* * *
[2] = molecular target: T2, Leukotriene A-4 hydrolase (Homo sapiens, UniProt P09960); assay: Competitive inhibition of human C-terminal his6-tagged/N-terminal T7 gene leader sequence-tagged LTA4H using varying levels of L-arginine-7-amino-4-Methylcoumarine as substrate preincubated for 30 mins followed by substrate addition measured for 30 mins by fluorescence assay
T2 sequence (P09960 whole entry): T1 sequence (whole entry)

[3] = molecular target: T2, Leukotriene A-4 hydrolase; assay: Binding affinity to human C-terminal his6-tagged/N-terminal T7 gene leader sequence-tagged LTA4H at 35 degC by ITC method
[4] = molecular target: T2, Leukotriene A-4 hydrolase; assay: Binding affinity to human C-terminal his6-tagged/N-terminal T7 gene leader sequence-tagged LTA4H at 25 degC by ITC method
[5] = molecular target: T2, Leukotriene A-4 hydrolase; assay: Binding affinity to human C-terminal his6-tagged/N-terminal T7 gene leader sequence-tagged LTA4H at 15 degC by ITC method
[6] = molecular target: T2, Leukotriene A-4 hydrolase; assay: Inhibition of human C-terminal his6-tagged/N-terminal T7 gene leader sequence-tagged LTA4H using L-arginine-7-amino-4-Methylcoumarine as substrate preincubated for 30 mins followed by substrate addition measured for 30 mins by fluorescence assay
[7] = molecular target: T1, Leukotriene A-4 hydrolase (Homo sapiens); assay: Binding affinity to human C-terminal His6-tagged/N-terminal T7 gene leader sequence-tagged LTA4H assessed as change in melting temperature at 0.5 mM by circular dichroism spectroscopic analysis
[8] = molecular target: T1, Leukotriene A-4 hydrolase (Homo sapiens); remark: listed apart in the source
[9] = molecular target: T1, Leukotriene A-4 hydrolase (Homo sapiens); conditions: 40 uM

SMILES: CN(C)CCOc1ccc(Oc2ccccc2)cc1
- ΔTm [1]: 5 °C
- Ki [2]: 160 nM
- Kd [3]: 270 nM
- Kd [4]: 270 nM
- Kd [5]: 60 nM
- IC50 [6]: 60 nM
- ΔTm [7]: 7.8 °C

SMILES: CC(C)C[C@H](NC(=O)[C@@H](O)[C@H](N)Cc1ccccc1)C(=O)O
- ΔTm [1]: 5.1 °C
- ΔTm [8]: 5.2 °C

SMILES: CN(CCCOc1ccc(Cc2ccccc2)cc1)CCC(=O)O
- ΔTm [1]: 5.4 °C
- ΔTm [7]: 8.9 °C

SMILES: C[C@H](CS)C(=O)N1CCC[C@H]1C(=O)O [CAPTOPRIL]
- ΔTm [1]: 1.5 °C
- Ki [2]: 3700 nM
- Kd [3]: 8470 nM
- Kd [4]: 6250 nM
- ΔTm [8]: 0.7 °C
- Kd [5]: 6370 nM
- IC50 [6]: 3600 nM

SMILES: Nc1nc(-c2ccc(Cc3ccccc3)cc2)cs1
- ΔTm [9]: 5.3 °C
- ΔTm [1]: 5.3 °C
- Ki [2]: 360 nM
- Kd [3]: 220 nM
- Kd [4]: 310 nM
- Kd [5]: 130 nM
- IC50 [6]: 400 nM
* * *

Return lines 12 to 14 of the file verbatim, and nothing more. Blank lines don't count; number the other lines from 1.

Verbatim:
- Ki [2]: 160 nM
- Kd [3]: 270 nM
- Kd [4]: 270 nM